Twenty-four specific functions of the State Library have been defined (pp. 11–13). The Lending Library is to be closed, and the Melbourne City Council is expected to expand its library services. A detailed programme for assessing, weeding and repairing the Library's bookstock has been adopted. As a short-term programme, until a new building is completed, it is intended to re-locate services and undertake minimal alterations to the building as follows: newspapers are to be removed into compact storage in the basement; the catalogue and almost all the staff are to be moved to the ground floor; additional stack space, better communication and some mechanical means of book delivery are to be provided.

The La Trobe Library

The La Trobe is only mentioned in the Plan in connexion with its one outstanding need for additional staff. The document states: The position has been difficult ever since the wing was opened in 1965. Because only 20 positions were provided in place of the 27 asked for, the hours of the Library had to be restricted, and are still restricted, to the great inconvenience of scholars and students. But meanwhile the excellent service provided in the La Trobe Library has resulted in a vast increase in the demands made upon it, and the present staff can no longer cope even with limited hours. Worst of all, the library was opened before it was properly ready and arrears of work on the La Trobe catalogue have never been overtaken; on the contrary they are increasing.


The Report of the Public Records Advisory Committee is included as an appendix to the Plan. This thorough report reviews the whole function of State Archives, recommends a separate authority with an Advisory Council, outlines an Archives Act, and recommends a very liberal policy of public access (open from date of transfer from Department to Public Record Office, except that Ministers could order withholding of particular records for periods of five years at a time — reasons for extending any ban would have to be made public).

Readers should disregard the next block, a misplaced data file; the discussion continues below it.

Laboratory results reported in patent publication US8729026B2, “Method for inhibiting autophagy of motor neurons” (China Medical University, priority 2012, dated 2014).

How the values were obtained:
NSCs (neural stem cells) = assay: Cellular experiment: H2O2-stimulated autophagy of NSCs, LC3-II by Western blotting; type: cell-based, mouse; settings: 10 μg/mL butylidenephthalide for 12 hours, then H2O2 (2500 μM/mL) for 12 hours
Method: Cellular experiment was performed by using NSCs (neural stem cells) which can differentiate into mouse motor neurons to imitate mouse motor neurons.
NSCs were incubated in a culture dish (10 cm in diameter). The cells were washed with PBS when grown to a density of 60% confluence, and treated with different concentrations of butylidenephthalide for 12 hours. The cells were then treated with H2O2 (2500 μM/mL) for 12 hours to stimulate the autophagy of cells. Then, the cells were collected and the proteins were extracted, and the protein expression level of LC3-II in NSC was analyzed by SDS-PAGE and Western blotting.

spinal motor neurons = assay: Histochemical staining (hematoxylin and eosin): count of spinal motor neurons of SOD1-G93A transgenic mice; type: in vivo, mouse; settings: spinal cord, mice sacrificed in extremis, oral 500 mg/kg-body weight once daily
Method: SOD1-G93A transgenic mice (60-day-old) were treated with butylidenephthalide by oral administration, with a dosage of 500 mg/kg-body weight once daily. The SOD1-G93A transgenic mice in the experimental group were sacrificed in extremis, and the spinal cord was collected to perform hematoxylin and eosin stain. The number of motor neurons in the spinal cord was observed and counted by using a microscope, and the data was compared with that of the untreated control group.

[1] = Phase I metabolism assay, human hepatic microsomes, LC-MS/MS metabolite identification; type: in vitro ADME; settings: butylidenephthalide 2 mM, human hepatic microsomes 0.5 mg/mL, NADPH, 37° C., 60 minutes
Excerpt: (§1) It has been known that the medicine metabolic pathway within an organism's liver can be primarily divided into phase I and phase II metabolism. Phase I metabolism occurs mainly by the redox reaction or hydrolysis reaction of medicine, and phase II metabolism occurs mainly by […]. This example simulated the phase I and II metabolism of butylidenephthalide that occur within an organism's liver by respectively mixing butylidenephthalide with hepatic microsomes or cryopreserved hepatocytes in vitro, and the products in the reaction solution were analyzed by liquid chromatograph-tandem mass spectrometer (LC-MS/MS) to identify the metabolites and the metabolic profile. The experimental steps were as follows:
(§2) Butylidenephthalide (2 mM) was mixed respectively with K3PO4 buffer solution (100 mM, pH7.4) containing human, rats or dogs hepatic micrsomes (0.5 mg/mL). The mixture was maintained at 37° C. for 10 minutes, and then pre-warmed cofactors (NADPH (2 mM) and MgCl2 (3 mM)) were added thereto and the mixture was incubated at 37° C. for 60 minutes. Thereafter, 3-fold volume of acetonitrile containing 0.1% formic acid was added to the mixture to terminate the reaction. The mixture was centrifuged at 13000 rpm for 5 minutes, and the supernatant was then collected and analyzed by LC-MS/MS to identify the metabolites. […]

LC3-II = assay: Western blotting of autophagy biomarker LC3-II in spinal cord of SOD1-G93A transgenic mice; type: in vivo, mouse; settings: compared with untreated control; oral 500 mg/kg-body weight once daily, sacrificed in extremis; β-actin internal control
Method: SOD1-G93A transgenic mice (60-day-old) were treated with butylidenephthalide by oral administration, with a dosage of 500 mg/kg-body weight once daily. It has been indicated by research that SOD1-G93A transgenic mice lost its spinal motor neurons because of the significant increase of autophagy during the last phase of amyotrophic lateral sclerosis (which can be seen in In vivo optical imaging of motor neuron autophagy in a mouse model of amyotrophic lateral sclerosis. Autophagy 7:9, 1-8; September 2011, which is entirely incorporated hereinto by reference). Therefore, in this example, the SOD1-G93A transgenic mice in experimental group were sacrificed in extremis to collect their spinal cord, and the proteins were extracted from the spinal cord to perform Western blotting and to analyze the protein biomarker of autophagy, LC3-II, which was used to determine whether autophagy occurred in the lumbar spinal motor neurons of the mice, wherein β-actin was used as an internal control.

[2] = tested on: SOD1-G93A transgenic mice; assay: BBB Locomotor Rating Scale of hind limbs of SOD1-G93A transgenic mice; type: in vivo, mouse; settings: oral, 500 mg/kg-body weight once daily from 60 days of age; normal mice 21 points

The State Government's Response

1. A feasibility committee has been established to examine the question of a new library elsewhere or on the existing site.
2. A detailed study has begun of ways and means of establishing a Public Records authority.
3. In the current Budget some small additional grants have been provided for library services. The Premier has honoured his promise in his policy-speech before the recent election to raise the ceiling of per capita grants to non-metropolitan libraries from 50 cents to 80 cents, and grants to regional libraries have been raised from $54,000 to $100,000 (compare the recommendation of the Master Plan in 7 above). Slight increases have been made in the State Library's book vote and the fund for purchase of historical items.
However, it is greatly to be regretted that no increase of the staff of the State Library has been allowed for. Consequently, staff-shortage in the La Trobe
Library will remain as serious as ever and the present limited hours of opening cannot be extended. The government's response to the Master Plan has thus, so far, been very limited. It is little consolation that, because of the crisis in State finances, virtually no other government departments have been granted staff increases
Copies of Public Library Service in Victoria. A Report to the State Government may be obtained at $3 from the Secretary, Library Council of Victoria.